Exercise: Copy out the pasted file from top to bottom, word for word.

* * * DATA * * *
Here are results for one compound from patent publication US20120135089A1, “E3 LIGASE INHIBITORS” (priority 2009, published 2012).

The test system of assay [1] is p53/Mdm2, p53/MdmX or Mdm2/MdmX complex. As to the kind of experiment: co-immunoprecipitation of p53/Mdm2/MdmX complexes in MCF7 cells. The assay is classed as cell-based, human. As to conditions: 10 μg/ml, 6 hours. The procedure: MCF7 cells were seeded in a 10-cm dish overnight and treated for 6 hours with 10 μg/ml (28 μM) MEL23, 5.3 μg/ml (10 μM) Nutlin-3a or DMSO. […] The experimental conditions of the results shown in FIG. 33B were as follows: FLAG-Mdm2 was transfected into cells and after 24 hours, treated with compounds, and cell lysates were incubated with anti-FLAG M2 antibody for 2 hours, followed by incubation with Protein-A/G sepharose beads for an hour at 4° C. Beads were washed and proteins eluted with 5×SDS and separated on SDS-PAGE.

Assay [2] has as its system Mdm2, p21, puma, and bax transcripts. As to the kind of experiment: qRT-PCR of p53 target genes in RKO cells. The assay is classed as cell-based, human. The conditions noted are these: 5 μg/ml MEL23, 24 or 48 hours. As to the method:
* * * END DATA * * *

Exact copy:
Here are results for one compound from patent publication US20120135089A1, “E3 LIGASE INHIBITORS” (priority 2009, published 2012).

The test system of assay [1] is p53/Mdm2, p53/MdmX or Mdm2/MdmX complex. As to the kind of experiment: co-immunoprecipitation of p53/Mdm2/MdmX complexes in MCF7 cells. The assay is classed as cell-based, human. As to conditions: 10 μg/ml, 6 hours. The procedure: MCF7 cells were seeded in a 10-cm dish overnight and treated for 6 hours with 10 μg/ml (28 μM) MEL23, 5.3 μg/ml (10 μM) Nutlin-3a or DMSO. […] The experimental conditions of the results shown in FIG. 33B were as follows: FLAG-Mdm2 was transfected into cells and after 24 hours, treated with compounds, and cell lysates were incubated with anti-FLAG M2 antibody for 2 hours, followed by incubation with Protein-A/G sepharose beads for an hour at 4° C. Beads were washed and proteins eluted with 5×SDS and separated on SDS-PAGE.

Assay [2] has as its system Mdm2, p21, puma, and bax transcripts. As to the kind of experiment: qRT-PCR of p53 target genes in RKO cells. The assay is classed as cell-based, human. The conditions noted are these: 5 μg/ml MEL23, 24 or 48 hours. As to the method: